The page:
So, we've been plagued with vehicle trouble lately. Most recently, the truck-truckity-truck needed a bunch of stuff done to it all at once. Part of what needed doing was the fan belt. So, we took it to a neighborhood oil-change place that does repair work on the side, where all was made well for a fairly reasonable price, and I was pleased. The next day, the truck overheated, and it was discovered that whoever had reattached the radiator shroud had used a bolt that was too long, and so had punched a hole in the radiator. ... Much less pleased. So the next day, Al takes the truck back to the place to have this issue "addressed", and I stand by via phone, in case any shiestieness is attempted. ...
First, the guy tells her that it'll need a new radiator, which was to be expected. Then he tells her that he'll only charge her for the radiator, and do the labor for free, out of the kindness of his heart. That's when I got involved, and explained to him that yes, it did need a new radiator, but instead of just doing the labor for free, he'd also be providing the radiator for free, because it was his shop that punched a hole in the old radiator. He said that he'd go check, and call me back.
Later on, the truck is returned to Al, without any attempt at a charge, so I assume that all is well.
When I got home that night, I checked it over, just for the hell of it, and discovered that there was no new radiator in place. The hole had been patched, which resolved the issue for the nonce, but patches can fail, especially patches made to the outside of a radiator. I had visions of being told that since they had patched it, their job was done and these visions were not pleasing in the least. Also, the offending bolt had been removed, and replaced with a plastic zip tie. the cherry on the sundae was that the clips that hold some of the internal fairing in place were missing, which allowed it to shift around a bit, instead of being held in place. (It's an F-150, and fairing might not be the right word. It's not the shroud, but rather the piece of plastic covering the top of the radiator, directing air in from the grille in front of the radiator, so you figure out what to call it, if not fairing) So I spent several hours cooling off and rehearsing how the next morning was going to go. The next morning, I took the truck down to the shop for the battle. ( and yes, I was rather looking forward to it. I used to be a mechanic, so yeah, having someone try to screw me over on a vehicle repair job kinda got my back up. I decide that what I want is a guarantee on the patch, for the life of the radiator, and for it to be reassembled properly. (extra parts are fine when I work on my own car, but if I pay someone to do it for me, it really needs to be done in a workman-like fashion)
When I got there, I went into the waiting room (with a book, naturally), and settled in. The manager was on the phone with some kind of tech support, discussing the error message on the screen of his computer. The error message said that "vehicles.mdb" was not available, and he should restart the program. Over the course of the conversation, he restarts the program a few times, and puts the phone down to yell at one of his underlings for unplugging the computer the night before. (Anyone other geeks out there connecting the dots to see where this is going?)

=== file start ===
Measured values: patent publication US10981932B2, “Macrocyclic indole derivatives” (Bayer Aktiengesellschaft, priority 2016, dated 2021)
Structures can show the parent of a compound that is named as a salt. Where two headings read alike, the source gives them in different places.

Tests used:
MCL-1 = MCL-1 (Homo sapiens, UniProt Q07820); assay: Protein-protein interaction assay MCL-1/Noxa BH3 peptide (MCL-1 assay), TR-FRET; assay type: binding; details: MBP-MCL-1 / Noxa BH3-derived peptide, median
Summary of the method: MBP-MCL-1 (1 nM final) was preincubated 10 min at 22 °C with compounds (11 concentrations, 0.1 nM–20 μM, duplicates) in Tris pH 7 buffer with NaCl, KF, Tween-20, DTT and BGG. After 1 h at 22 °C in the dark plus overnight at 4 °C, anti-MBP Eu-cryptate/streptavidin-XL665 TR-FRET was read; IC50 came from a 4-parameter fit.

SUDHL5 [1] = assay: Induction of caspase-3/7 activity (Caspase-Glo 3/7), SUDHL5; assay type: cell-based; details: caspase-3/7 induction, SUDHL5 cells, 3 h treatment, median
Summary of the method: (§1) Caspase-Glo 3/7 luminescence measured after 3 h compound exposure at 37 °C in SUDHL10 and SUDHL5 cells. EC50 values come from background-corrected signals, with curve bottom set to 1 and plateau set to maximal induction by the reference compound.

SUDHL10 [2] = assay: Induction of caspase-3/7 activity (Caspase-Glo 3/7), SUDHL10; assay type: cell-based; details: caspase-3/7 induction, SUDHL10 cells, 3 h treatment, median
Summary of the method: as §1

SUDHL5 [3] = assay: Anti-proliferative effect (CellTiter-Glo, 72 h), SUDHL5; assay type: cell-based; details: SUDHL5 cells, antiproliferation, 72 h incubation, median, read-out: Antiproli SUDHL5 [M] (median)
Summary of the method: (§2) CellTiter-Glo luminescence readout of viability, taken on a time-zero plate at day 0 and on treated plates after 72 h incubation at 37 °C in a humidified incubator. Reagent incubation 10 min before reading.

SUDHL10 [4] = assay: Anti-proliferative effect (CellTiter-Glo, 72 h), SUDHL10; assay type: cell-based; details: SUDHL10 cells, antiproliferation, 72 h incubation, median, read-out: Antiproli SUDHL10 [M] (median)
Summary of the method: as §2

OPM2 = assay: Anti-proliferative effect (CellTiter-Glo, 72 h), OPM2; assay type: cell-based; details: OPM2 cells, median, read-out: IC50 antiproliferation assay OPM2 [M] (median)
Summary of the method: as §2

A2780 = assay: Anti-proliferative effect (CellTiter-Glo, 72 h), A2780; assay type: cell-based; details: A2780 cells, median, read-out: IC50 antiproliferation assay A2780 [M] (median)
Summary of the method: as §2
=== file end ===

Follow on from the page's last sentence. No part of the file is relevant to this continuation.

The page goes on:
I remember the message, because I happened to recognize the extension as an older version of an MS Access database and him yelling at one of the workers for unplugging could well have been because the geek on the other end of the phone had just explained to him that his database had been corrupted by a hard shutdown. Once he's off the phone, I offer to fix his computer for him. Since he's got no invoices until it's working, he is understandably eager for this to be done, so I have him open up Access, and then open up the mdb file itself. Of course, it throws an error, crying that it's a corrupt file, which makes him sad, because he thinks that it's not working. Then it does what Office programs do when encountering corrupt files, and asks him if he wants to repair it. His face lit up like a kid on Christmas. Really, you should have seen it, it was fantastic. (especially given the discussion we were about to have, which he as yet had no inkling of)
So, his database was repaired, his invoicing computer was operational, and all was well with the world. Then he asks me how he can help me, still glowing from the relief of not having to call in whoever he would have had to call in to fix it. As I explained, very politely, exactly why I was there, and what had transpired to bring me there that morning, I watched his face very carefully. He says that he was not the guy that Al talked to, and I believed him. He said that of course there was a lifetime guarantee on the patch, and yes, all the bolts and clips would be redone at once. So I took a seat, and watched as he took one of his workers aside, and bitched him out up one side and down the other. That made me smile a bit, that did. While the truck was being worked on, I asked him to give it an oil change, too, since it was getting close to time for one. So he goes and yells at the other guy some more, and a few minutes later, I'm on my way, with a free oil change. What was cool about that, though, was how he explained why he didn't charge me for it. Basically, his reasoning was a differently (substantially simplified) phrased version of the whole enlightened self-interest thing. That was kind of spiffy, I thought. So, it was a win-win, except for the poor bastard that had done the shoddy work. And I was reminded that the best way to destroy a foe is to make them a friend.
--- Edited because I apparently can't spell "bolt" the first time 'round.